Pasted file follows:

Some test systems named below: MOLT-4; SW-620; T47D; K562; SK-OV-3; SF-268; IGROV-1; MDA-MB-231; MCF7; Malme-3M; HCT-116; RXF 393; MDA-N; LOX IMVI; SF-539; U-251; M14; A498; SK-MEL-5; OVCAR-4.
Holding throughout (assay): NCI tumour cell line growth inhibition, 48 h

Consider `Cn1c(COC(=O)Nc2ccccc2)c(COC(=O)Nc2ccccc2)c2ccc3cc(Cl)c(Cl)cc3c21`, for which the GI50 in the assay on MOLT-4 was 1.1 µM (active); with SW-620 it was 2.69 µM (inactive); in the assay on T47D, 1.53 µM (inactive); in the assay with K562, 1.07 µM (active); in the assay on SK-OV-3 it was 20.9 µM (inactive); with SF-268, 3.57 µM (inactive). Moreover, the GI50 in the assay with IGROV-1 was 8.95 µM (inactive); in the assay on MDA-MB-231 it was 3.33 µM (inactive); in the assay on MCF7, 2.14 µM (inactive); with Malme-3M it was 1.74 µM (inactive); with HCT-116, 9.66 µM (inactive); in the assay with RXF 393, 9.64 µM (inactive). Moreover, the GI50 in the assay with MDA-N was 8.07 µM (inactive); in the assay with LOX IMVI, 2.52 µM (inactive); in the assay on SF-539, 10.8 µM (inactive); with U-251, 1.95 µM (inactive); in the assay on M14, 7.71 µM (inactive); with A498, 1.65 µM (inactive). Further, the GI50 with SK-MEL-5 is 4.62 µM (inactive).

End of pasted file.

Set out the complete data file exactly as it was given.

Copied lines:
Some test systems named below: MOLT-4; SW-620; T47D; K562; SK-OV-3; SF-268; IGROV-1; MDA-MB-231; MCF7; Malme-3M; HCT-116; RXF 393; MDA-N; LOX IMVI; SF-539; U-251; M14; A498; SK-MEL-5; OVCAR-4.
Holding throughout (assay): NCI tumour cell line growth inhibition, 48 h

Consider `Cn1c(COC(=O)Nc2ccccc2)c(COC(=O)Nc2ccccc2)c2ccc3cc(Cl)c(Cl)cc3c21`, for which the GI50 in the assay on MOLT-4 was 1.1 µM (active); with SW-620 it was 2.69 µM (inactive); in the assay on T47D, 1.53 µM (inactive); in the assay with K562, 1.07 µM (active); in the assay on SK-OV-3 it was 20.9 µM (inactive); with SF-268, 3.57 µM (inactive). Moreover, the GI50 in the assay with IGROV-1 was 8.95 µM (inactive); in the assay on MDA-MB-231 it was 3.33 µM (inactive); in the assay on MCF7, 2.14 µM (inactive); with Malme-3M it was 1.74 µM (inactive); with HCT-116, 9.66 µM (inactive); in the assay with RXF 393, 9.64 µM (inactive). Moreover, the GI50 in the assay with MDA-N was 8.07 µM (inactive); in the assay with LOX IMVI, 2.52 µM (inactive); in the assay on SF-539, 10.8 µM (inactive); with U-251, 1.95 µM (inactive); in the assay on M14, 7.71 µM (inactive); with A498, 1.65 µM (inactive). Further, the GI50 with SK-MEL-5 is 4.62 µM (inactive).